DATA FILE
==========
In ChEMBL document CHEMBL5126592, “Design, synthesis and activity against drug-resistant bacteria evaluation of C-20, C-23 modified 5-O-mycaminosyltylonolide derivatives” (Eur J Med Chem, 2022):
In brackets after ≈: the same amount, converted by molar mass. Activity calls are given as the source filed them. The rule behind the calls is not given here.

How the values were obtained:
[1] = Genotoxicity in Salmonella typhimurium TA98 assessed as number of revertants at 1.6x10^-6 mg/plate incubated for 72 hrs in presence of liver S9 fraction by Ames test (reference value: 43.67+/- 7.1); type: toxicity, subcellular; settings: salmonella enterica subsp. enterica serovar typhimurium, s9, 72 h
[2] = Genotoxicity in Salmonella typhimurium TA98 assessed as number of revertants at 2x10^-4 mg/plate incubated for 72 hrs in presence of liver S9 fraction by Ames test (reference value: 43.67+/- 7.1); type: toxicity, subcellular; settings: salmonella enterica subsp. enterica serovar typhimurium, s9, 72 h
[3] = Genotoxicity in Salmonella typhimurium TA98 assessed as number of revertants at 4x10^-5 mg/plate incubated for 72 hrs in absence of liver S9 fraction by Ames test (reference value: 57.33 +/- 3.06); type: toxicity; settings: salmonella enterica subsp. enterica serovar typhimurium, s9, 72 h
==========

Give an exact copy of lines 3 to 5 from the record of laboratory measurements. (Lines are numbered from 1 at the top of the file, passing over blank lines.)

How the values were obtained:
[1] = Genotoxicity in Salmonella typhimurium TA98 assessed as number of revertants at 1.6x10^-6 mg/plate incubated for 72 hrs in presence of liver S9 fraction by Ames test (reference value: 43.67+/- 7.1); type: toxicity, subcellular; settings: salmonella enterica subsp. enterica serovar typhimurium, s9, 72 h
[2] = Genotoxicity in Salmonella typhimurium TA98 assessed as number of revertants at 2x10^-4 mg/plate incubated for 72 hrs in presence of liver S9 fraction by Ames test (reference value: 43.67+/- 7.1); type: toxicity, subcellular; settings: salmonella enterica subsp. enterica serovar typhimurium, s9, 72 h